We arrived in Outu’s shelter mid-lesson, just before lunchtime. With fishing regulations and VHF jargon bursting from their ears, the trainees were sent to the helm for lunch. Sophie’s soup made its way from the pot, to the bowls and finally from spoon to tongue. Steve, our Captain of many talents had taken Bryn and Raymond under his wing for a 5AM introduction to baking. The results, three beautifully baked loaves of fresh bread were sliced, buttered and lost forever to the almighty teenage appetite. Time was allowed for stomachs to settle and dishes to wash themselves before the tender and voluntary divers were called to action.
Rickie, Bryn, Katarina, Billy and Mereana wandered the kina fields and rocks with Tyrone whilst Steve slipped quietly around the corner to inspect his ‘secret spot’. Those who stayed aboard the ship fished in the afternoon sun, iced banana cake and immersed themselves in the ship’s library. The tender returned, with divers accounted for along with two full kina sacks and a very impressive crayfish brought home by a battle-scared Captain. With our dive gear, catches, tender and passengers stowed safely on board, it was decided that we would ‘duck around the corner’ to Whangamumu Harbour.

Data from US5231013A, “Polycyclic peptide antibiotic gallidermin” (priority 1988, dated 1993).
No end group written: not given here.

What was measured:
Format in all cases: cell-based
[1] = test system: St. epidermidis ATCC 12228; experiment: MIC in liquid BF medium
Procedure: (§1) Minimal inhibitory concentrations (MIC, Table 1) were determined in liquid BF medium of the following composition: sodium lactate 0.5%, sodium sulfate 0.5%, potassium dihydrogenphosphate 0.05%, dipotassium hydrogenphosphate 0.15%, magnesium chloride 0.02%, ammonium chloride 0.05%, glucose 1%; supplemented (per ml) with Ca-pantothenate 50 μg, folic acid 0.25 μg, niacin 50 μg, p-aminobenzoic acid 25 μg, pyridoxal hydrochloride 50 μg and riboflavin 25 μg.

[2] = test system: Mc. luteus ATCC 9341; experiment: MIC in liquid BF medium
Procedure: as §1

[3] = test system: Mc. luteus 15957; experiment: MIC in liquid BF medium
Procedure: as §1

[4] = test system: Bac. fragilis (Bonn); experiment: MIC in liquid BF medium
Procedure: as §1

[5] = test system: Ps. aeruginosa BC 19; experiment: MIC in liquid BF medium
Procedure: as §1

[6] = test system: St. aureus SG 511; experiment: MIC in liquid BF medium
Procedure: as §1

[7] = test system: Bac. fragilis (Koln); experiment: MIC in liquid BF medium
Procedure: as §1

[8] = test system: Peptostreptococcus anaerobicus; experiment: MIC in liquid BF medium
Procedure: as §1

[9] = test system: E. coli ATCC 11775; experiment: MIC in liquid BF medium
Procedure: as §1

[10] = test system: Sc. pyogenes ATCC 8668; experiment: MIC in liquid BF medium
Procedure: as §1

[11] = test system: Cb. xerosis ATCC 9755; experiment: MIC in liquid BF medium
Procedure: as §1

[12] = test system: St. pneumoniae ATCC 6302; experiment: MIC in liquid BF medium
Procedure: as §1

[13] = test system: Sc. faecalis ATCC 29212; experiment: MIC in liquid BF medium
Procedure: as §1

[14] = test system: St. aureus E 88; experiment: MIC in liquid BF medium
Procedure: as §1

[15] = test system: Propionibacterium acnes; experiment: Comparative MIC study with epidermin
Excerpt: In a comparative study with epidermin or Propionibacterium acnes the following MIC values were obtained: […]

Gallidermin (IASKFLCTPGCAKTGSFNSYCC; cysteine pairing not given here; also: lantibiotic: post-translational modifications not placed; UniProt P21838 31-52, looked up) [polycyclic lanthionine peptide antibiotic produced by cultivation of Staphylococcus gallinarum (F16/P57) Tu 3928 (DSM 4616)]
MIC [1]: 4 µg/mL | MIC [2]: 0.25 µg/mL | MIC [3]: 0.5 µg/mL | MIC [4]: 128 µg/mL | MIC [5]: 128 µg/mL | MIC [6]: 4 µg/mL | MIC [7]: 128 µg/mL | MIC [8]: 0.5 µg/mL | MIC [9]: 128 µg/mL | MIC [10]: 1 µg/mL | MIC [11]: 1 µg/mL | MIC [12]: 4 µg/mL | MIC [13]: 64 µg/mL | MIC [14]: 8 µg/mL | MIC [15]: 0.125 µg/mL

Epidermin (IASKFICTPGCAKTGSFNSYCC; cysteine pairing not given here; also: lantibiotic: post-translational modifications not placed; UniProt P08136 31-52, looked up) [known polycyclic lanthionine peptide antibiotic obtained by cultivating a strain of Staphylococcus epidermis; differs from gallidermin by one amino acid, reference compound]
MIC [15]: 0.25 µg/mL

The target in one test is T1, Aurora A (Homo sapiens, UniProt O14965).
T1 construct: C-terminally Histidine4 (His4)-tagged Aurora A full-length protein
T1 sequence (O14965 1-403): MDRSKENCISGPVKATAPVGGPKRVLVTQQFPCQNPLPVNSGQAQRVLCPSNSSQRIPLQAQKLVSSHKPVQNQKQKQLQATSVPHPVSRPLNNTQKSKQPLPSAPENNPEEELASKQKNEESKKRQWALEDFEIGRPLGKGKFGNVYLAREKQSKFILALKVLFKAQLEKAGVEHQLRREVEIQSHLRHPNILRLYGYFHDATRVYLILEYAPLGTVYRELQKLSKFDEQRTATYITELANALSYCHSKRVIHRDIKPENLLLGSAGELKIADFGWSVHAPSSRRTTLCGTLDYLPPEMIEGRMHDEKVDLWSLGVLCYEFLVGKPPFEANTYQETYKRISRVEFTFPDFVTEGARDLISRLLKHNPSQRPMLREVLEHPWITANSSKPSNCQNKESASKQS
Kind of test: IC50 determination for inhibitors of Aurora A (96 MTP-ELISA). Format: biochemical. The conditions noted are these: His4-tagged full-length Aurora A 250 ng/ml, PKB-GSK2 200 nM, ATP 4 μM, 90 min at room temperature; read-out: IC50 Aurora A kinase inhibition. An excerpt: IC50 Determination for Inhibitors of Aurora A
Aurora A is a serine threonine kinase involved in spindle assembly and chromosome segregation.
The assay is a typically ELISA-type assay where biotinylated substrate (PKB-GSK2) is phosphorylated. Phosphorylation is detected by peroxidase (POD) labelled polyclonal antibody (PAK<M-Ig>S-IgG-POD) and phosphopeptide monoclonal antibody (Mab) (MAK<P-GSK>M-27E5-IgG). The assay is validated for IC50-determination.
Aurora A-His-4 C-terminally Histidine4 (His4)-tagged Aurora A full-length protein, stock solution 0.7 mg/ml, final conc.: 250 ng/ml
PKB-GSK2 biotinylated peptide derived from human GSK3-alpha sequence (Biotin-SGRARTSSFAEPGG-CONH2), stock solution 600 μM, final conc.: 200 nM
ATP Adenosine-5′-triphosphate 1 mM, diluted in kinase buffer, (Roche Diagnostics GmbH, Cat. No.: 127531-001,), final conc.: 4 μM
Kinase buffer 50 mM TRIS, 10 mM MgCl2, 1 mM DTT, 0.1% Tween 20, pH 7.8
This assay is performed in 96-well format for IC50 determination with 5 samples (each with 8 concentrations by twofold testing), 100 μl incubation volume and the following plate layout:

Safe and sound at Whangamumu, the activity on board reflected that of the setting sun. The days final lessons were delivered and our trainees lapped up their free time. Roast chicken accompanied by steamed and roasted vegetables was served up by Sophie and the entire ship hoed in. Dinner dishes were scrubbed hard and grumbled at before the deck was alive with gargling and foamy mouths. Clean teeth were spreading like the rabies. We shared our highs and lows for the day and were soon after serenaded to sleep by a jovial Captain. Tomorrow we look forward to a day of fishing and hopefully an afternoon hike on shore at Whangamumu. Check back tomorrow to check out our catches and callouses!!